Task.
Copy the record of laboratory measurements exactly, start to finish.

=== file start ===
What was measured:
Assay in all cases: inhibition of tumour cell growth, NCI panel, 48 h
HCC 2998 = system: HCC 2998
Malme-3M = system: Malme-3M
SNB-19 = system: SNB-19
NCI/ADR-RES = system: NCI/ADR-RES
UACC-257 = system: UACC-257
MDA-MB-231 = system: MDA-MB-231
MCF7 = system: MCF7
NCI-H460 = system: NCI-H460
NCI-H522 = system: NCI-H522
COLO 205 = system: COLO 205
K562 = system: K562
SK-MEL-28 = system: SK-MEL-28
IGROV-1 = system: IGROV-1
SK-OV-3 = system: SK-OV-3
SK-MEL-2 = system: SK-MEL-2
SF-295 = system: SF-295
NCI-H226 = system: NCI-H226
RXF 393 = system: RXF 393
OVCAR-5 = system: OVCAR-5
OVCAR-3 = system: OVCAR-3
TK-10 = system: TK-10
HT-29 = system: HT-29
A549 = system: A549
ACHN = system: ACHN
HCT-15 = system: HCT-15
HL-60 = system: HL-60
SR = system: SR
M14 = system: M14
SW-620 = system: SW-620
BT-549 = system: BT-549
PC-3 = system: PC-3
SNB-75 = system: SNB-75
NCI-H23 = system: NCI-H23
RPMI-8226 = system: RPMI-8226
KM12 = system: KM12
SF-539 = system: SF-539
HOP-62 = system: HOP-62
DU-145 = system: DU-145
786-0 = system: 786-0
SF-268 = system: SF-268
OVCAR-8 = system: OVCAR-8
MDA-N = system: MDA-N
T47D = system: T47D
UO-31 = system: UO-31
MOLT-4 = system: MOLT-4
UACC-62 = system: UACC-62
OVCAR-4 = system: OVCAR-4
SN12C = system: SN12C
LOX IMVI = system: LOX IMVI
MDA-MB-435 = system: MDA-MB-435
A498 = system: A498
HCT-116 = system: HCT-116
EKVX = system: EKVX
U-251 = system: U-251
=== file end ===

What was measured:
Assay in all cases: inhibition of tumour cell growth, NCI panel, 48 h
HCC 2998 = system: HCC 2998
Malme-3M = system: Malme-3M
SNB-19 = system: SNB-19
NCI/ADR-RES = system: NCI/ADR-RES
UACC-257 = system: UACC-257
MDA-MB-231 = system: MDA-MB-231
MCF7 = system: MCF7
NCI-H460 = system: NCI-H460
NCI-H522 = system: NCI-H522
COLO 205 = system: COLO 205
K562 = system: K562
SK-MEL-28 = system: SK-MEL-28
IGROV-1 = system: IGROV-1
SK-OV-3 = system: SK-OV-3
SK-MEL-2 = system: SK-MEL-2
SF-295 = system: SF-295
NCI-H226 = system: NCI-H226
RXF 393 = system: RXF 393
OVCAR-5 = system: OVCAR-5
OVCAR-3 = system: OVCAR-3
TK-10 = system: TK-10
HT-29 = system: HT-29
A549 = system: A549
ACHN = system: ACHN
HCT-15 = system: HCT-15
HL-60 = system: HL-60
SR = system: SR
M14 = system: M14
SW-620 = system: SW-620
BT-549 = system: BT-549
PC-3 = system: PC-3
SNB-75 = system: SNB-75
NCI-H23 = system: NCI-H23
RPMI-8226 = system: RPMI-8226
KM12 = system: KM12
SF-539 = system: SF-539
HOP-62 = system: HOP-62
DU-145 = system: DU-145
786-0 = system: 786-0
SF-268 = system: SF-268
OVCAR-8 = system: OVCAR-8
MDA-N = system: MDA-N
T47D = system: T47D
UO-31 = system: UO-31
MOLT-4 = system: MOLT-4
UACC-62 = system: UACC-62
OVCAR-4 = system: OVCAR-4
SN12C = system: SN12C
LOX IMVI = system: LOX IMVI
MDA-MB-435 = system: MDA-MB-435
A498 = system: A498
HCT-116 = system: HCT-116
EKVX = system: EKVX
U-251 = system: U-251